The seventh and eighth hypotheticals looked at the reporting requirements for acquisitions of foreign issuers with product sales into the U.S. The seventh hypothetical asked whether the transaction would be reportable if Big Royal had no U.S. assets but sells products to unaffiliated distributors who then sell the products to U.S. customers. The panelists explained that the transaction is not reportable because third party sales of Big Royal’s products do not count as sales “in or into the U.S.” by Big Royal unless the products are specifically designed for the U.S. market and would not be sold in any other market. Mr. Kaiser explained that certain pharmaceuticals may meet this U.S. market requirement. If the products were sold directly to U.S. customers, as proposed by the eighth hypothetical, the rules require the parties to look at where title and risk of loss pass to the buyer. If title and risk of loss pass outside of the U.S., the sale is not “in or into the U.S.” even if the buyer is a U.S. company.

The ninth hypothetical asked whether the analysis would be different if Big Royal provided services to U.S. customers instead of products. The answer depends on where the services are rendered. If the services are provided outside of the U.S., then they are not considered sales “in or into the U.S.” and would not contribute towards reporting thresholds. The panel emphasized that in this analysis, the nationality of the customer is irrelevant.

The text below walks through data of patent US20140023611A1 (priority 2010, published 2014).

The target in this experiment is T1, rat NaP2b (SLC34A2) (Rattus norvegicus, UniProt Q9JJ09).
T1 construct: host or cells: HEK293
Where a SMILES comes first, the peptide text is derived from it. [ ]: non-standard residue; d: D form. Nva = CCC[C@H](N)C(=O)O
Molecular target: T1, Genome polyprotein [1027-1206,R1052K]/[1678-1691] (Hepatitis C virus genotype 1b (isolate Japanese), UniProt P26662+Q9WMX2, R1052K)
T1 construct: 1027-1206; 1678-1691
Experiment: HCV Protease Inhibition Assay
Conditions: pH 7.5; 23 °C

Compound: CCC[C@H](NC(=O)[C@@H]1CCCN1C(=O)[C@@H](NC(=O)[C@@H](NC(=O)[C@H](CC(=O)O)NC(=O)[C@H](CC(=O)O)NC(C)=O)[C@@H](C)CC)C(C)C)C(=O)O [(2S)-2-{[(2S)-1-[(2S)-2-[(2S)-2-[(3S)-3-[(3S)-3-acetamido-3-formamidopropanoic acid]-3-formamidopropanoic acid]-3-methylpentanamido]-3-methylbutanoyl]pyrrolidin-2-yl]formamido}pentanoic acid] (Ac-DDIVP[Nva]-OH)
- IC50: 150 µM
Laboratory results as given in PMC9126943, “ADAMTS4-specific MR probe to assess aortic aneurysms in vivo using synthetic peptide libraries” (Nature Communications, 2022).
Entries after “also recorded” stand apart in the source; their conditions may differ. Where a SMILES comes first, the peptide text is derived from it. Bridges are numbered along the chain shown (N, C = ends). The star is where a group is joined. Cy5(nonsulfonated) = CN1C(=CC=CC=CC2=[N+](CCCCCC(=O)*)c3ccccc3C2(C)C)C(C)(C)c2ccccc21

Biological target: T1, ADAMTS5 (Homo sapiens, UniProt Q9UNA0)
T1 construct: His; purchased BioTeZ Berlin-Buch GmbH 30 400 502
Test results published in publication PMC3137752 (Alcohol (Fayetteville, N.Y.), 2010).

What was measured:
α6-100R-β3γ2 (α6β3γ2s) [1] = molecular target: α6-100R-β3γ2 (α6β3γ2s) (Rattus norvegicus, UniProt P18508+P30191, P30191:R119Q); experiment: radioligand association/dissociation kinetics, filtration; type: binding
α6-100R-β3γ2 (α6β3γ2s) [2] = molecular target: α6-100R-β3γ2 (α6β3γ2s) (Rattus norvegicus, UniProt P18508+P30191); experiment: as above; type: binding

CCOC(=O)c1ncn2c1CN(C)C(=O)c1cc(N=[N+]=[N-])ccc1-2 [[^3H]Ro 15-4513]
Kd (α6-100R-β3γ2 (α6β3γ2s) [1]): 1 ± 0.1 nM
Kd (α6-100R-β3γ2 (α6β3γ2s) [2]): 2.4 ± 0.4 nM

The tenth hypothetical dealt with moveable assets. It asked whether the transaction would be reportable if Big Royal was a shipping company owning $100 million in assets with no sales in or into the U.S. and $200 million of ships. Here, the registration of each ship determines whether it is a U.S. or foreign asset. If the fair market value of the ships registered in the U.S. exceeds the current $80.8 million threshold, the transaction is reportable. Regarding foreign ships, revenues derived from shipping to or from the U.S. would be considered sales “in or into the U.S.”

Ms. Walsh then discussed how the PNO treats other types of movable assets, such as satellites and undersea cables, and referred the audience to interpretations on the PNO website for further information.

Finally, hypotheticals eleven and twelve examined minority acquisition of foreign issuers. In the eleventh hypothetical, Fund A, formed and having its principal place of business in the Cayman Islands, acquired 40% of the outstanding securities of Big Royal, a foreign issuer with $100 million in assets in the U.S., for $5 billion. Mr. Kaiser characterized this transaction as a “foreign-on-foreign” transaction, which is exempt from reporting requirements under § 802.51(b)(1) so long as, as a result of the transaction, the foreign person will not hold 50% or more of the outstanding voting securities of the issuer. Hypothetical twelve illustrated that this exemption for acquisitions of less than 50% of the voting securities of a foreign issuer only applies where the acquiring person is a foreign person; if Fund A had its principal offices in New York, the transaction would be reportable.


1. These transaction no longer qualified for the intraperson exemption because Big Tex’s economic interest in Little Tex dropped below 50 percent (i.e., it no longer has the right to 50 percent of Little Tex’s profits or assets upon dissolution)